The software calculates your velocity from the distance and time data that it collects. For example, if you were detected 2.9 meters from the sensor at 1.55 seconds, and 3.0 meters from the sensor at 1.60 seconds, your velocity would be calculated as:

## Setup:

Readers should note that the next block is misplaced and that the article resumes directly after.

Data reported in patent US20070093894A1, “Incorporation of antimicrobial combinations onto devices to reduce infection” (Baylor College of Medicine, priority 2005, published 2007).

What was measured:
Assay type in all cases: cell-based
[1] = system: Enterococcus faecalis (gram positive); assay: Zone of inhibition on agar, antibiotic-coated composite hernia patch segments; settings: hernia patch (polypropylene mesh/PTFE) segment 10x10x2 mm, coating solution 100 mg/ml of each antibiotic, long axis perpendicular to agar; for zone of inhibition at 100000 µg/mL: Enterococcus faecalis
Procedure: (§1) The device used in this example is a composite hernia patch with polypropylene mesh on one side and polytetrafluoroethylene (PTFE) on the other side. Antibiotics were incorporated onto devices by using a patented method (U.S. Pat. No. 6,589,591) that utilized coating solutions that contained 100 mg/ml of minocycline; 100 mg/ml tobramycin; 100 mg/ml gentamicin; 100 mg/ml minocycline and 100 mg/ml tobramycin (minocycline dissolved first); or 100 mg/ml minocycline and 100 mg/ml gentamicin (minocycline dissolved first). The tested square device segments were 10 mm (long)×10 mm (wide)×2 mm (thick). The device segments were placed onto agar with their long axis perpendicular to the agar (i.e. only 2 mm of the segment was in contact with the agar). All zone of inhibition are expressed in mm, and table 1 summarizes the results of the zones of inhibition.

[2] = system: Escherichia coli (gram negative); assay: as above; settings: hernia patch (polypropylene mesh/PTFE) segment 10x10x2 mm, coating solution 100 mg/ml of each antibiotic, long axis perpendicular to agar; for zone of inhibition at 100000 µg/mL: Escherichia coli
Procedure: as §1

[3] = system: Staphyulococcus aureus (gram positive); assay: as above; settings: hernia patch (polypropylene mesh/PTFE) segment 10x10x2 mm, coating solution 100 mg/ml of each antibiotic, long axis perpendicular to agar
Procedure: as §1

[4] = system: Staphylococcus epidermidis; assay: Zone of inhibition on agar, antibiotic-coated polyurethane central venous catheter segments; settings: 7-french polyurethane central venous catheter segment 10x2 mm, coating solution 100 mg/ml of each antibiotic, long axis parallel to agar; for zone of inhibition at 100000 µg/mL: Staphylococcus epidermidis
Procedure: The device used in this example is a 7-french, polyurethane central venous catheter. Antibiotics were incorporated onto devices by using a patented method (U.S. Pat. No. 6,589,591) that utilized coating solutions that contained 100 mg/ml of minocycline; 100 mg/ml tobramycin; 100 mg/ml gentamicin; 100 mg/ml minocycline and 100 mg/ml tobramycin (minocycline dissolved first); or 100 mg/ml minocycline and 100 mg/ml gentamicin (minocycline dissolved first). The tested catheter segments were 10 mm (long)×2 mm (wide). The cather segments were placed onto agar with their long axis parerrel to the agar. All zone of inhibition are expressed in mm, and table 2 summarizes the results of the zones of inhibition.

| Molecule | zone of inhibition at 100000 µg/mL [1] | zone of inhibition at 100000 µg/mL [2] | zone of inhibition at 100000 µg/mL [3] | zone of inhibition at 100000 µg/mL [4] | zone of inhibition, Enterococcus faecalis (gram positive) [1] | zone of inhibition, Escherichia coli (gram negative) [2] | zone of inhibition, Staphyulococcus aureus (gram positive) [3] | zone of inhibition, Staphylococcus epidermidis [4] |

One of the major objectives of this activity is to familiarize you with some of the features of the motion sensor and the DataStudio interface so that you will be able to set up your own labs in the future. One thing to note - the DataStudio software is one of the few software packages (in my opinion) that has a truly useful help feature. If you don't know what to do, and there's no one to ask, go to the Help menu. This is also a good way to learn some advanced features of the interface, by the way.